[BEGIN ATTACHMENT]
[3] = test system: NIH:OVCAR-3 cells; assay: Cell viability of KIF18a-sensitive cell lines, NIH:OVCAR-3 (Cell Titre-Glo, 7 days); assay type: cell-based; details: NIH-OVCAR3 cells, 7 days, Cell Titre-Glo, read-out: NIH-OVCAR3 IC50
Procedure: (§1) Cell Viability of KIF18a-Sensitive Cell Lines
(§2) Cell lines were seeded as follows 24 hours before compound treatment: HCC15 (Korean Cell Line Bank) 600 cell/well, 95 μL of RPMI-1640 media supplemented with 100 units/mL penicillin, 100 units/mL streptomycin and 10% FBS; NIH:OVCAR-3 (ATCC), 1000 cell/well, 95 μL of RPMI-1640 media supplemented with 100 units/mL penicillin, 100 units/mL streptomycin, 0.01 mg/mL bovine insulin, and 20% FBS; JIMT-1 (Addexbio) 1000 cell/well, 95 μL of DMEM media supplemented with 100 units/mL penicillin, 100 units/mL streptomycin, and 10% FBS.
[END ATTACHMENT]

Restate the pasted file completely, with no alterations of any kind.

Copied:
[3] = test system: NIH:OVCAR-3 cells; assay: Cell viability of KIF18a-sensitive cell lines, NIH:OVCAR-3 (Cell Titre-Glo, 7 days); assay type: cell-based; details: NIH-OVCAR3 cells, 7 days, Cell Titre-Glo, read-out: NIH-OVCAR3 IC50
Procedure: (§1) Cell Viability of KIF18a-Sensitive Cell Lines
(§2) Cell lines were seeded as follows 24 hours before compound treatment: HCC15 (Korean Cell Line Bank) 600 cell/well, 95 μL of RPMI-1640 media supplemented with 100 units/mL penicillin, 100 units/mL streptomycin and 10% FBS; NIH:OVCAR-3 (ATCC), 1000 cell/well, 95 μL of RPMI-1640 media supplemented with 100 units/mL penicillin, 100 units/mL streptomycin, 0.01 mg/mL bovine insulin, and 20% FBS; JIMT-1 (Addexbio) 1000 cell/well, 95 μL of DMEM media supplemented with 100 units/mL penicillin, 100 units/mL streptomycin, and 10% FBS.